In the thriller Deadly Secrets, Gavin Shawlens is scoffing a pineapple to save his life. In a desperate scene, Gavin is poisoned, and he turns to the power of the pineapple. How can the humble pineapple save him? The popular fruit contains a smart component normally involved in the ripening process; an enzyme called bromelain.

The medicinal properties of pineapple were known over 600 years ago by South American Indians who found magical healing properties and pineapple became a symbol of good health as well as a gift for friends and strangers. Pineapple flesh was used as a digestion aid and as a cleansing agent to improve skin texture. Warriors prepared a poultice using pineapple flesh for serious wounds and a 'bandage' from pineapple leaves for superficial cuts.

Another regular use of pineapple by the Indians was to overcome painful bellyache that accompanied feasting on meat. Consumption of meat 600 years ago was much greater than that of today. After a successful hunt, a hunter might eat more than 1kg of meat at one sitting. Such an indulgence would strain the digestive system.

Even today, meat impaction is common in the emergency room of a general hospital. The medics call it 'steakhouse overload', and it is often caused when lumps of meat are trapped in the gut. Treatment is simple, and involves the patient drinking a precise formula solution of protease such as bromelain at regular intervals over a set period of time.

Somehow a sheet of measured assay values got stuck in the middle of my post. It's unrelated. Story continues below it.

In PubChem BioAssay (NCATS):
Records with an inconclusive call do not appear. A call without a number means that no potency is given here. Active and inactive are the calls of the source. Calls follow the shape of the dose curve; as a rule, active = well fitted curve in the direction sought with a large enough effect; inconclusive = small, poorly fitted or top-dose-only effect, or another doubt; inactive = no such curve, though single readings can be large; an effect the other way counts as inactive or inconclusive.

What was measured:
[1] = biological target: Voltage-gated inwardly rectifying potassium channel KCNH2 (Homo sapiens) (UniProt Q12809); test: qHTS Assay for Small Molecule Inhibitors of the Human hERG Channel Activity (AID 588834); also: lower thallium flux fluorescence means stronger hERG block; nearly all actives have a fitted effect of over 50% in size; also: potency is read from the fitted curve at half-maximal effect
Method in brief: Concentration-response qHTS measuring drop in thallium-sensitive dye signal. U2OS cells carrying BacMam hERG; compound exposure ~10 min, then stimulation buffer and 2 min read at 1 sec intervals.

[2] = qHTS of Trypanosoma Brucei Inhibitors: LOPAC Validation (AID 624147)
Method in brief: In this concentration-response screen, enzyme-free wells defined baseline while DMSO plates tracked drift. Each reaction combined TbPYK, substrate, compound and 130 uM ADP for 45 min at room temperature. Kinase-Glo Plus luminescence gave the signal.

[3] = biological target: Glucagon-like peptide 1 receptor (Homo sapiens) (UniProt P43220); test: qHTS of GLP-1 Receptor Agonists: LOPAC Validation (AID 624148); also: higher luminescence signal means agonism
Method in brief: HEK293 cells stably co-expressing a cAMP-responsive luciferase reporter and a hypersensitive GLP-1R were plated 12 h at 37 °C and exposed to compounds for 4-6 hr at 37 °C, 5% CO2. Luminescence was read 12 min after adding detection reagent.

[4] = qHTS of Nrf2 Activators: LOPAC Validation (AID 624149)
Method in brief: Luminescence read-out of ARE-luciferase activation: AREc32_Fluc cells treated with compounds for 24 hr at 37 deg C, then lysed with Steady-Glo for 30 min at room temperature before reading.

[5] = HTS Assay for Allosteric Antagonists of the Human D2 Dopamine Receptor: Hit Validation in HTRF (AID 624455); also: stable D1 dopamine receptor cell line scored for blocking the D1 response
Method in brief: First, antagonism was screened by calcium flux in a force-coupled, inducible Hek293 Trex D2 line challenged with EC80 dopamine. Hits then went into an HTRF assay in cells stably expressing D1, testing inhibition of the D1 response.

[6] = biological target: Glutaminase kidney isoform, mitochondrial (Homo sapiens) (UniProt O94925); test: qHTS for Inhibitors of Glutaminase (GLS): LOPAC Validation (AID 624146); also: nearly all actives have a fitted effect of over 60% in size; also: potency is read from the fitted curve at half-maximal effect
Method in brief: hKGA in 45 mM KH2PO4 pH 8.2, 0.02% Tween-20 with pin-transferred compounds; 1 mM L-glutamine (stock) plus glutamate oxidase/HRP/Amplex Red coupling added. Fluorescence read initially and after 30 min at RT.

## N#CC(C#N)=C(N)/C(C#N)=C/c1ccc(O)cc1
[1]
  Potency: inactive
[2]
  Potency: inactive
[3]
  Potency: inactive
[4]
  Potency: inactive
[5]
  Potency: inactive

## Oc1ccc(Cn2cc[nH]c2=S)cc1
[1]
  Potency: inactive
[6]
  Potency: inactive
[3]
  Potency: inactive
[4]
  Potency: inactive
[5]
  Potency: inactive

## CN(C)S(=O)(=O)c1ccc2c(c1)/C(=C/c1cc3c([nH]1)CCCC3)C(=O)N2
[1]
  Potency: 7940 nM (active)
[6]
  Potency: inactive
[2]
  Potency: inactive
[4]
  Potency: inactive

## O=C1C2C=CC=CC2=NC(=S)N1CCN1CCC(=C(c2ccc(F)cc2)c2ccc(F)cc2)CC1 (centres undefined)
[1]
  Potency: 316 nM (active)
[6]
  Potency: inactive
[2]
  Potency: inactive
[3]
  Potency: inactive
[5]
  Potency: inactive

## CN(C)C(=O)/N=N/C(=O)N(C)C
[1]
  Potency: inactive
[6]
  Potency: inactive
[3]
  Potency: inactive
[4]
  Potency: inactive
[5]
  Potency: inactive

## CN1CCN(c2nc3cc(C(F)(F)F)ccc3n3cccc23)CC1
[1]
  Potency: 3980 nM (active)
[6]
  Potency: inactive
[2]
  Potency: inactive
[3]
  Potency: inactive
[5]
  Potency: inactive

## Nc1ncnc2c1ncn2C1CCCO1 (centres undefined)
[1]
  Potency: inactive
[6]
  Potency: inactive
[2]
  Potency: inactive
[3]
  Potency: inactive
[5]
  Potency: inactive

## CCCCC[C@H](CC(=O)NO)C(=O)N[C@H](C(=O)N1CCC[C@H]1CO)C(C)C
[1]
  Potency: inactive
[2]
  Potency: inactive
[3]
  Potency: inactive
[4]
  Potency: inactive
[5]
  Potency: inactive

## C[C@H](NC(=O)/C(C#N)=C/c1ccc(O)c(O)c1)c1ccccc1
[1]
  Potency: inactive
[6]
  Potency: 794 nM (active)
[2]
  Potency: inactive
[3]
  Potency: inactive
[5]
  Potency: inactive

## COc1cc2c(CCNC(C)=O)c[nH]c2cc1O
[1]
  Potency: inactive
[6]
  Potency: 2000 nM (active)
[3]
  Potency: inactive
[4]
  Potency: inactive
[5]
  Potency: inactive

In Deadly Secrets Gavin uses his understanding of pineapple constituents to save the day, and it is amazing how certain foodstuff can provide health benefits. Pineapple researchers have found that bromelain may be useful in treating blood clots, which are responsible for heart attack and stroke. Others, in the cosmetic industry have evaluated bromelain skin-peel preparations to improve skin texture.

Although a great deal of research is still needed on the mechanisms by which bromelain exerts its various effects, it is clear that pineapples and, in particular its component bromelain, have potential for supporting healthier living.

What other secret health benefits are hidden in our food?


Thanks for stopping by to share your food for thought, Gordon!



You can find Gordon here:





Friday, December 20, 2019

FOODFIC: Please Welcome Jessica Tornese, Author of Linked Through Time



Kate Christenson has lost her appetite. After traveling back in time and taking the place of her aunt Sarah, there isn't much of her new life that is even remotely appealing. Landing in the midst of her father's childhood days, a time when her aunt was still alive, Kate finds herself flat broke and living the life of a farm girl in rural Minnesota. When there are times to eat, Kate has to fend off one of her 10 brothers and sisters for just enough to get by.